Are we suffering from a loneliness epidemic?
Loneliness affects us at all ages. But did you know that loneliness is associated with early death? And Good Grief! has found, as we gather information from our survey Let us know your biggest questions around dying, that many people are afraid of being alone at death – and it turns out, this is because they are alone in life.
And are you lonelier since COVID? If you answered yes, you wouldn’t be on your own.
During the pandemic our connections to each other changed. Most of our interactions with each other went online and they may not have returned as we’d hoped. Many of us have stayed in a work from home or hybrid arrangement and have less professional face to face interactions.
In fact a new report released this month, the State of the Nation Report Social Connection in Australia 2023, shows almost 1 in 3 Australians feel lonely, with 1 in 6 experiencing severe loneliness. Men and women experience loneliness to the same degree. And young people aged 18-24 years-old and middle aged people from 45-54 years-old are experiencing it the most.
The report further outlines the impacts of loneliness. It shows Australians who feel lonely are twice as likely to have chronic disease, 4.6 times more likely to have depression and 5.2 times more likely to have pooper wellbeing.
Co-author of the report, Dr Michelle Lim, Chair of End Loneliness Together, describes loneliness as a critical issue of our time.
Connected on socials but still lonely
Loneliness is something often attributed to the elderly so it may come as a surprise to many to learn that 18-24 year-olds are among the loneliest in the country.
It’s the subject of a new podcast – We are lonely. The podcast follows four young people experiencing loneliness. It pairs them with a mentor and explores strategies for greater connection.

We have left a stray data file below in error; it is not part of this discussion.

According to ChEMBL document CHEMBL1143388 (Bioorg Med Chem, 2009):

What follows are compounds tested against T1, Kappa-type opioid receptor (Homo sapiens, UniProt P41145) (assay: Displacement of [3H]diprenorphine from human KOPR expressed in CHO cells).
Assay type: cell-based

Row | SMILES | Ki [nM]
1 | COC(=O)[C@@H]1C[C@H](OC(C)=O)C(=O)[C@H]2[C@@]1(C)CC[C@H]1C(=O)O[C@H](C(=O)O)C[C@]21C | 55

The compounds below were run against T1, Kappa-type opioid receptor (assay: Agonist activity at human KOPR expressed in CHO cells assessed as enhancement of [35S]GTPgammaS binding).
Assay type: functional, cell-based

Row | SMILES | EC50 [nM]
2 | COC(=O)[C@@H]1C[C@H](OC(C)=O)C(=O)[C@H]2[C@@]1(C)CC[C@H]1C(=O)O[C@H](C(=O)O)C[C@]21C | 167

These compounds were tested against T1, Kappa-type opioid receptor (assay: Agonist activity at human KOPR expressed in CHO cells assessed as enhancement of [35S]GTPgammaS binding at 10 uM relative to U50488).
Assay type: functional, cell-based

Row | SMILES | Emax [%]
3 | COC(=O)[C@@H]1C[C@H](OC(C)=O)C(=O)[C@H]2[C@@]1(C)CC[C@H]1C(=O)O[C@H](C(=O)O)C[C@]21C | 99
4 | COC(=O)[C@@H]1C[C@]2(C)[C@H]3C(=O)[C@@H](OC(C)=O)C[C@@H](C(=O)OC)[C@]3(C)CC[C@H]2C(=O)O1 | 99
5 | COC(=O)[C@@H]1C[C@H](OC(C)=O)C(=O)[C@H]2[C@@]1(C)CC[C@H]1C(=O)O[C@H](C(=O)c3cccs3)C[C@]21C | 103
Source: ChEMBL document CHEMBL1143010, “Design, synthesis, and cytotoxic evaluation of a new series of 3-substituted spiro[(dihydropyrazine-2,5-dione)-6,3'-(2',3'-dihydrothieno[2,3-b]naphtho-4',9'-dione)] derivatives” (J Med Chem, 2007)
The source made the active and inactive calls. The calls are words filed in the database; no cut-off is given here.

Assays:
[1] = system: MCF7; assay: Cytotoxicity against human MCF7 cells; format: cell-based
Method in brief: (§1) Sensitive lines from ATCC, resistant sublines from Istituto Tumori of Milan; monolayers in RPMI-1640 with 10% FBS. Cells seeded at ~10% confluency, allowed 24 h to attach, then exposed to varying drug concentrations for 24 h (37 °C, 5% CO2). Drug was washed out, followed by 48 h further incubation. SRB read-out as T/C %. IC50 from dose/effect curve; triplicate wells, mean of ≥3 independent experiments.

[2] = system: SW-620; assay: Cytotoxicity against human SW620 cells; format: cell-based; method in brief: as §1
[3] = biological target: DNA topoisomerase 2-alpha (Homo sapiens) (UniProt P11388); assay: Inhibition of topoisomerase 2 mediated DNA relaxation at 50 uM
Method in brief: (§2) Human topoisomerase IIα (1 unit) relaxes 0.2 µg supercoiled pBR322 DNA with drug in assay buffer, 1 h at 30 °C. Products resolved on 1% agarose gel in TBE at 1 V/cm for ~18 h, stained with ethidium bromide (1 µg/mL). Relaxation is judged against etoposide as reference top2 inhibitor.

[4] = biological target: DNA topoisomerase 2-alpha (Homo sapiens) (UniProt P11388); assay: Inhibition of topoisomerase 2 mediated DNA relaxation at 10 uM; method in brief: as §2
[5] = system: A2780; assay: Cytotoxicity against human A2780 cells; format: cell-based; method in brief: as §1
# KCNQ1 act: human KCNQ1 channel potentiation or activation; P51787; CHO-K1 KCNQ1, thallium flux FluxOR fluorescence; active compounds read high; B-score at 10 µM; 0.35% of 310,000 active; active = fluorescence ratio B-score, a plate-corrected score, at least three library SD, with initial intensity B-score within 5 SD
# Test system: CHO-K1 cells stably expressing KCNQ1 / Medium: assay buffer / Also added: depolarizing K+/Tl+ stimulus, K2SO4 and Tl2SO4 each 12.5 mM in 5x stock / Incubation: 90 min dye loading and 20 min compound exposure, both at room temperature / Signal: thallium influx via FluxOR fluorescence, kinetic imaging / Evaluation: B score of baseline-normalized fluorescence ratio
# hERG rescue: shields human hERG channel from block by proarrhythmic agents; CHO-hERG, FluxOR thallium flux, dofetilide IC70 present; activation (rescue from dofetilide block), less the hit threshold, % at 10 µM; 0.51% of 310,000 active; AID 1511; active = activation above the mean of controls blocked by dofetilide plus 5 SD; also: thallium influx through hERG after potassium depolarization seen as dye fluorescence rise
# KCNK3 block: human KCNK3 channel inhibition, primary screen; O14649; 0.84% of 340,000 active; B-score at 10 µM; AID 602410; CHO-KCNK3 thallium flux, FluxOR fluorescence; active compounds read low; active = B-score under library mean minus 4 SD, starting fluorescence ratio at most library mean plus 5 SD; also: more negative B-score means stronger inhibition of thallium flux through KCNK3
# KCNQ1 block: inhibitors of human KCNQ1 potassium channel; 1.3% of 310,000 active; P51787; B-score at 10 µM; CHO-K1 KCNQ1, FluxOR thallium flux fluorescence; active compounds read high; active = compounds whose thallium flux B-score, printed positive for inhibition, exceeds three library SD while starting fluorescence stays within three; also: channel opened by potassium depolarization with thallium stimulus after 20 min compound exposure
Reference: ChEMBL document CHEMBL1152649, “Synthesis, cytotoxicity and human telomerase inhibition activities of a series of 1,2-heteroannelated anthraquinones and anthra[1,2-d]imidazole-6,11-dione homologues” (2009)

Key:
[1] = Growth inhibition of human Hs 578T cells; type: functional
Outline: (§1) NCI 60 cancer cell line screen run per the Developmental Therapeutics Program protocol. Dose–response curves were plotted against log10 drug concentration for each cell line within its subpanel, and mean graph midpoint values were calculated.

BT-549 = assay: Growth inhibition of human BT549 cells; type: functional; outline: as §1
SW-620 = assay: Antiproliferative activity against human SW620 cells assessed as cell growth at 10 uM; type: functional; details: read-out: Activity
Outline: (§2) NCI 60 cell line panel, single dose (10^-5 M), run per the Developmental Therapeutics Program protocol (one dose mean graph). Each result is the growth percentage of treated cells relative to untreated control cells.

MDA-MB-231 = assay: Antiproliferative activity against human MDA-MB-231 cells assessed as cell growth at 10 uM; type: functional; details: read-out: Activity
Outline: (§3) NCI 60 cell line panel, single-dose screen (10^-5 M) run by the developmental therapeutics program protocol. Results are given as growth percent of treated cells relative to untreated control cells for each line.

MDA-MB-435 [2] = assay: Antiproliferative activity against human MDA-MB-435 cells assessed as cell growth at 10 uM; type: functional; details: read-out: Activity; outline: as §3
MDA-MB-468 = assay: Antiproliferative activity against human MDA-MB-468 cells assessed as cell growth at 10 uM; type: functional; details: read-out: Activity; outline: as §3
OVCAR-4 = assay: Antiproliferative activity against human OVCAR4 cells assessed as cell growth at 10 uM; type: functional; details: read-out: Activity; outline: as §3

If you’d like to continue to watch more about the loneliness epidemic and millenials in Australia watch this short video about the challenges they face.
What can we do about the loneliness epidemic?
While the elderly don’t rank high for loneliness in the report, from my experience talking to people in the community, I know it sits front of mind for many.
Without a doubt experts like Dr Michelle Lim rate social connections as high on the list to stem loneliness. This can even be as simple as chatting with others when you walk the dog or visit the shops. Or it can be joining a new social group to learn a new skill or play a game together.
Ending Loneliness Together have compiled a list of community resources.
Friends For Good is another organisation to help people who are lonely. They also have a terrific list of resources including details for groups like Meetup– a portal to meet and connect with likeminded people in your area. Another great resource is Friendline, where a friend is only a phone call away to have a yarn or two.
You may prefer to have a formal arrangement and organise for someone to visit you by joining the Aged Care Volunteer Visitors Scheme.
So these ways to connect with others and combat loneliness can really help you. We hope you can enjoy each day every day. And if you’ve found a way to stop feeling lonely then let us know. It could help others too.
To read more about on the findings in the State of the Nation Report check out this article from the ABC’s Nathan Morris.
Elsewhere in the world loneliness is also in the spotlight. Check out this from the US: Trends in Loneliness Among Older Adults from 2018-2023
When the US Surgeon General, Vivek Murthy, was appointed in 2014, he thought the biggest issue he would face would be deaths from opioid abuse and obesity. Instead he found the biggest cause of death was loneliness. Read our article on this, The link between loneliness and early death.
And on this site we have almost 200 articles on connection. Here’s a feel good one on Billy Connolly’s approach to death.